Most reporters don't just write about anything and everything that pops up on any given day. Instead, they cover a “beat,” which means a specific topic or area.
Typical beats include the cops, courts, and city council. More specialized beats can include areas like science and technology, sports or business. And beyond those very broad topics, reporters often cover more specific areas. For instance, a business reporter may cover just computer companies or even one particular firm.
Here are four things you need to do to cover a beat effectively.
Learn Everything You Can
Being a beat reporter means you need to know everything you can about your beat. That means talking to people in the field and doing lots of reading. This can be especially challenging if you're covering a complex beat like say, science or medicine.
Don't worry, no one's expecting you to know everything a doctor or scientist does. But you should have a strong layperson's command of the subject so that when interviewing someone like a doctor you can ask intelligent questions. Also, when it comes time to write your story, understanding the subject well will make it easier for you to translate it into terms everyone can understand.
Get to Know the Players
If you're covering a beat you need to know the movers and shakers in the field. So if you're covering the local police precinct that means getting to know the police chief and as many of the detectives and uniformed officers as possible. If you're covering a local high-tech company that means making contact with both the top executives as well as some of the rank-and-file employees.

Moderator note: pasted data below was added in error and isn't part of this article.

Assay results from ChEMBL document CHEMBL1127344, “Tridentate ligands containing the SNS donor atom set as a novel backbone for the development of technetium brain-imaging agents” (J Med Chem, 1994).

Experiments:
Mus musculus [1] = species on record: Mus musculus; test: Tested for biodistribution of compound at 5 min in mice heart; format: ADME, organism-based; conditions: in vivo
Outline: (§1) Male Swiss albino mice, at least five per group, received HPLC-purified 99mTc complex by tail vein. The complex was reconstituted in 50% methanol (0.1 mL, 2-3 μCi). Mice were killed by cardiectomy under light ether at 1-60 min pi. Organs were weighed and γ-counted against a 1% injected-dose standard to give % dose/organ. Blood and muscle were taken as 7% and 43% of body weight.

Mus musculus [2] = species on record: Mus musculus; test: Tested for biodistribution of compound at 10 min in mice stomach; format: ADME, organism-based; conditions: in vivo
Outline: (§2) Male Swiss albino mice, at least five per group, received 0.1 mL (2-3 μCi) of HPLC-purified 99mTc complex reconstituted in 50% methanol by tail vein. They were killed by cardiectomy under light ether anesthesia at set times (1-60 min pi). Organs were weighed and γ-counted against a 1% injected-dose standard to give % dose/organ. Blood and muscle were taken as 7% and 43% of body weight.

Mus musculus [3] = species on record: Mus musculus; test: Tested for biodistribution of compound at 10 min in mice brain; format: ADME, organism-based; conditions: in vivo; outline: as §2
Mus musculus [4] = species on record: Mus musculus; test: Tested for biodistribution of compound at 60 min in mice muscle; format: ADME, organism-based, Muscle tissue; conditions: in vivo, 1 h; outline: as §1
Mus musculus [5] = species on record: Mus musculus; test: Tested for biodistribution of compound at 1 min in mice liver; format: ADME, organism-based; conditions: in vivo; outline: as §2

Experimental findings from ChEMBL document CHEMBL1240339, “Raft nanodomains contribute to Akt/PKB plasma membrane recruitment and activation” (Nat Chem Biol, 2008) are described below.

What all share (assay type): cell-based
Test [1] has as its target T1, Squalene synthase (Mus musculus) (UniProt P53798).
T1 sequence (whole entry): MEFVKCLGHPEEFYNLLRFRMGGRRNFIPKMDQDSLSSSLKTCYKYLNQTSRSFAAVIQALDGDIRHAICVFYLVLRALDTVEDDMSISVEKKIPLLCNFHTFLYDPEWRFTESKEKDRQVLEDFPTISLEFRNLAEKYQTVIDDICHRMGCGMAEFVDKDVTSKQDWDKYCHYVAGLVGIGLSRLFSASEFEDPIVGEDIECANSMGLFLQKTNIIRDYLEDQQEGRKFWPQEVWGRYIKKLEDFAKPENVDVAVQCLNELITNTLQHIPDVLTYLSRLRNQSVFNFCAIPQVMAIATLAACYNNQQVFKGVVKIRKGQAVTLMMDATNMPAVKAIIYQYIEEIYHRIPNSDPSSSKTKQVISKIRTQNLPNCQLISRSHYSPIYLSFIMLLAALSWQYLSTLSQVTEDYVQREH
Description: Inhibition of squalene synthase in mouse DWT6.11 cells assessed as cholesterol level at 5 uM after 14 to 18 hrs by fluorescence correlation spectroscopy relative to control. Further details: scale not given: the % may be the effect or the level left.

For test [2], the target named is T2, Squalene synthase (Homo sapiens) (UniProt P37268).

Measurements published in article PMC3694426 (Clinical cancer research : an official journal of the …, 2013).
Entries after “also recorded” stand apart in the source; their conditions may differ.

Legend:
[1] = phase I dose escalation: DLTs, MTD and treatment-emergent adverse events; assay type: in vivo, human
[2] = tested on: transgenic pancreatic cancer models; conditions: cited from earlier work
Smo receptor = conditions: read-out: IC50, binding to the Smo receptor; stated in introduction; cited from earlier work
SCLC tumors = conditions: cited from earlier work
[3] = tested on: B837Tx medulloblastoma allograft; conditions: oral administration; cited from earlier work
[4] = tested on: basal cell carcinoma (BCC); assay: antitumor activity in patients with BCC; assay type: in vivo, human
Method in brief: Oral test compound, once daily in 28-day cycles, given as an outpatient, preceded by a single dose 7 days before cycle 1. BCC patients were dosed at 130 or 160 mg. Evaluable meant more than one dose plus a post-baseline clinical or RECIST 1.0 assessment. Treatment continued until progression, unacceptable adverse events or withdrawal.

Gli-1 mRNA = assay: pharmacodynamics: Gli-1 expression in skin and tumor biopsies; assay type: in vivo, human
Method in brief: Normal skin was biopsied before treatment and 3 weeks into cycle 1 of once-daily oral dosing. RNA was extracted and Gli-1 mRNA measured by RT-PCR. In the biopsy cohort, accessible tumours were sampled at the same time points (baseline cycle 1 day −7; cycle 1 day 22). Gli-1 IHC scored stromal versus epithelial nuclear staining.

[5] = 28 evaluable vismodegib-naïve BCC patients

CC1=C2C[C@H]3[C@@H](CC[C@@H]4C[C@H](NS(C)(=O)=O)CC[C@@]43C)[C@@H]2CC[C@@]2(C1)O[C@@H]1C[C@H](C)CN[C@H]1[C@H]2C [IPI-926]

Build Trust, Cultivate Contacts
Beyond just getting to know the people on your beat, you need to develop a level of trust with at least some of them to the point where they become reliable contacts or sources. Why is this necessary? Because sources can provide you with tips and valuable information for articles. In fact, sources are often where beat reporters start when looking for good stories, the kind that don't come from press releases. Indeed, a beat reporter without sources is like a baker without dough; he's got nothing to work with.
A big part of cultivating contacts is just schmoozing with your sources. So ask the police chief how his golf game is coming along. Tell the CEO you like the painting in her office.
And don't forget clerks and secretaries. They are usually the guardians of important documents and records that can be invaluable for your stories. So chat them up as well.
Remember Your Readers
Reporters who cover a beat for years and develop a strong network of sources sometimes fall into the trap of doing stories that are only of interest to their sources. Their heads have become so immersed in their beat they've forgotten what the outside world looks like.
That may not be so bad if you're writing for a trade publication aimed at workers in a specific industry (say, a magazine for investment analysts). But if you're writing for a mainstream print or online news outlet always remember that you should be producing stories of interest and import to a general audience.
So when making the rounds of your beat, always ask yourself, “How will this affect my readers? Will they care? Should they care?” If the answer is no, chances are the story's not worth your time.